Yes, you read that right. Vanilla Ice. Why? To go against the grain, for one thing. For years the name had become stigmatized in all forms of media, but it helps to take a step back on some of these narratives and look outside of the MTV lens. Years back, I tried to look into his newer records, but was disillusioned by the changes to his style. Here’s from his most recent album, W.T.F. (Wisdom, Tenacity, and Focus), which contains a combination of styles, original lyrics (this song, for example), and collabs with some well known rap acts and notable ghost-writers.

There has been a lot of criticism for Vanilla Ice, which seemed to be inflated by the industry more than anything. Looking at the initial spark to his fame over 25 years ago, I think he saw a lot more drama than he deserved. And for what? Because the industry propped him up? Is this any different than the giggy-era rappers who would appear only a few years later? The difference, perhaps, is that industry propped him WAY up, probably because he was a talented performer overall. But they overplayed his music, and when people got tired of the style he was put out there to represent, the industry turned on him…

I think that this video puts a few things into perspective. What I see is an artist who loves Hip-hop enough to keep at it after all of these years, through all of the ups and down of his career.

Warning: Intense lyrics

“holocaust is much more than a rapper, he is a war poet. this melody is dark, deadly and beautiful. i wish there were more lyricists such as this but can he even be matched?”

Warning: Hardcore lyrics

Remember this one?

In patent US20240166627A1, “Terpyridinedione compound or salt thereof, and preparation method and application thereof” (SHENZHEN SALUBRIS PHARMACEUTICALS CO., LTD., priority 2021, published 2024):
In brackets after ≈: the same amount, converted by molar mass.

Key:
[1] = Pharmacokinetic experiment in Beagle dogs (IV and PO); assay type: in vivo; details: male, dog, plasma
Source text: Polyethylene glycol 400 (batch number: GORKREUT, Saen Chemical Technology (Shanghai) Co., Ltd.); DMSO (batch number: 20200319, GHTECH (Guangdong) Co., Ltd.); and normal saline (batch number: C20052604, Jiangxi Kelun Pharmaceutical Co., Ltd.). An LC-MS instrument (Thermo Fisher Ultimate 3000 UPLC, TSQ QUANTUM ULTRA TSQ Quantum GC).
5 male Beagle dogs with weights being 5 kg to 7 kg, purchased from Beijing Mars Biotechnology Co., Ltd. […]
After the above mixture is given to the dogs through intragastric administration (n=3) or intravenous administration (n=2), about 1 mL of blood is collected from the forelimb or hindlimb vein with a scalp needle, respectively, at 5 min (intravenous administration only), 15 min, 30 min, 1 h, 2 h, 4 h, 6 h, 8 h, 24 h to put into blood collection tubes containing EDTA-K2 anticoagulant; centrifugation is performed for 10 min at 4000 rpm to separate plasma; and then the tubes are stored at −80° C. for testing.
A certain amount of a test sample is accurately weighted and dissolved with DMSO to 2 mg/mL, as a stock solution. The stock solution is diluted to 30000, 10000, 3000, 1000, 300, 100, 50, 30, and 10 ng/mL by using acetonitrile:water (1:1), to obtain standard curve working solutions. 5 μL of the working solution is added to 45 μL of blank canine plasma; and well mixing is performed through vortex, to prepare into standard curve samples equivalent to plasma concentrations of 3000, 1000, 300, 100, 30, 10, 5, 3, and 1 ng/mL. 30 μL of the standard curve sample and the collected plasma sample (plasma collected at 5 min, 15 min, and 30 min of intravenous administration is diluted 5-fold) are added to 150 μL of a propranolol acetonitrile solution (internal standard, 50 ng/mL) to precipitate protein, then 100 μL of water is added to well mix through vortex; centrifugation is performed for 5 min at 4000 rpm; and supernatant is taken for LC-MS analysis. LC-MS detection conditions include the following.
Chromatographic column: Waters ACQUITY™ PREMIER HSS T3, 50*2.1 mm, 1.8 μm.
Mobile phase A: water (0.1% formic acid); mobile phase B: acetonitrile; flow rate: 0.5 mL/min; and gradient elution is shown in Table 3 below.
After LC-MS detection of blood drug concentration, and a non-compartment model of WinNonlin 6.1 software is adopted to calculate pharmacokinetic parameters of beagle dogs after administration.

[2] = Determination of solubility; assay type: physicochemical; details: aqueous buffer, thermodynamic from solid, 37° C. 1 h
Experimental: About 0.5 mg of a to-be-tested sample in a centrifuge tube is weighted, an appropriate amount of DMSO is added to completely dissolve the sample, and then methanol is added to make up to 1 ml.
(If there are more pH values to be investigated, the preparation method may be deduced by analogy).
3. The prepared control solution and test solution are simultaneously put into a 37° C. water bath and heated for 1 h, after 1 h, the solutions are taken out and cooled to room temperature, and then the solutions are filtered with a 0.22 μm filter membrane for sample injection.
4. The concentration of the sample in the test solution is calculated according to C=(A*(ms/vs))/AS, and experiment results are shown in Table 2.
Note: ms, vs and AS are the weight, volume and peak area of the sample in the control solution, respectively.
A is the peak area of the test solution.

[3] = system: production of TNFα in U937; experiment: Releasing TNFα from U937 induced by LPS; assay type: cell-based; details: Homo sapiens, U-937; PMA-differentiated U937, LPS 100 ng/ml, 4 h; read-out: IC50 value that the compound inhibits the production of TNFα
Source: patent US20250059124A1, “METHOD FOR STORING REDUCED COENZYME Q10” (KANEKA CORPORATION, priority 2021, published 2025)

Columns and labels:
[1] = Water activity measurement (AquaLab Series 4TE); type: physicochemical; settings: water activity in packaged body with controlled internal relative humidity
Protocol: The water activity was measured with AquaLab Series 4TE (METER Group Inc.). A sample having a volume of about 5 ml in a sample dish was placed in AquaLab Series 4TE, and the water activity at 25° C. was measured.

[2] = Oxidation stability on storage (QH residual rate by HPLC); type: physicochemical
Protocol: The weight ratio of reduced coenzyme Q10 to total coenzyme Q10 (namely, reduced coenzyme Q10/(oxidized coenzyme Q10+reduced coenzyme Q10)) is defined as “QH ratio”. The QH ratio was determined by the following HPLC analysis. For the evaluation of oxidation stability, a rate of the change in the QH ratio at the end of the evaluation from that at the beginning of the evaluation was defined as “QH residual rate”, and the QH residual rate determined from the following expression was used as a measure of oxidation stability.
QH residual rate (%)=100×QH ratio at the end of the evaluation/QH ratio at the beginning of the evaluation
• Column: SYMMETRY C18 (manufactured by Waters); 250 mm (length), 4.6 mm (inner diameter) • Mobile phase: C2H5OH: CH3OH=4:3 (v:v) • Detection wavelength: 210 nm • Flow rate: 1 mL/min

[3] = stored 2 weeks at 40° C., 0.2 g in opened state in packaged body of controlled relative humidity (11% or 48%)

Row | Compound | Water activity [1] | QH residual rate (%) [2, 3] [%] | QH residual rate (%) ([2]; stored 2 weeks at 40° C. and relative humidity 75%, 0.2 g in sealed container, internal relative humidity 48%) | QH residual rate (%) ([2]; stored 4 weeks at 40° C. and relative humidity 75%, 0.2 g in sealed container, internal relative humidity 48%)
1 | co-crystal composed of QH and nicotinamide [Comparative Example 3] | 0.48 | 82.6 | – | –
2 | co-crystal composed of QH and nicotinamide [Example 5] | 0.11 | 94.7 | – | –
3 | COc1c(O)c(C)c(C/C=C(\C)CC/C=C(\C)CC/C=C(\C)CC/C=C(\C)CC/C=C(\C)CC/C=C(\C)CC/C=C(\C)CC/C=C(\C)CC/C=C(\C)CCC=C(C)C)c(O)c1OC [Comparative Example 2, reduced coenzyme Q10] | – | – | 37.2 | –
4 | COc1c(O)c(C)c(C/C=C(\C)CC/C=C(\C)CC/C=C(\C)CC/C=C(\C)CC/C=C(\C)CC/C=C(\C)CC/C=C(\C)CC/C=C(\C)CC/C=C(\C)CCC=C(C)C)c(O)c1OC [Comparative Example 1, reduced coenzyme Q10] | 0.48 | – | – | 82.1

Starting a couple of weeks back I began re-watching the Men In Black series and came across this main track from MIB II (2002). I actually never gave it a full listen, other than at the end of the movie. Compared to his original track from the 1997 movie (which captured hearts and minds on an unspeakable level) I figured that this song just wouldn’t be the same. Many saw the MIB sequel as a step down, but granted, the original is difficult to top.

Looking at the stats, this single did quite well across Europe and in Canada. This blog is obviously not anywhere close to being about stats, but I find that pretty interesting. And, at the end of the day, when does Will Smith not put on a good show?

As far as his work, in my opinion, nothing can top both Summertime, and the original Men in Black title track. For some Gettin’ Jiggy Wit’ It, is it. I can’t even put into words what the combination of the original movie and the original MIB single meant to me as a child. But other than, say, Public Enemy’s Fight the Power, I don’t think that any hip-hop movie track has yet measured on the same level as far as winning over an audience. So I can’t fault this song in any way. Taken on it’s own, it is definitely an entertaining and solid track. Enjoy!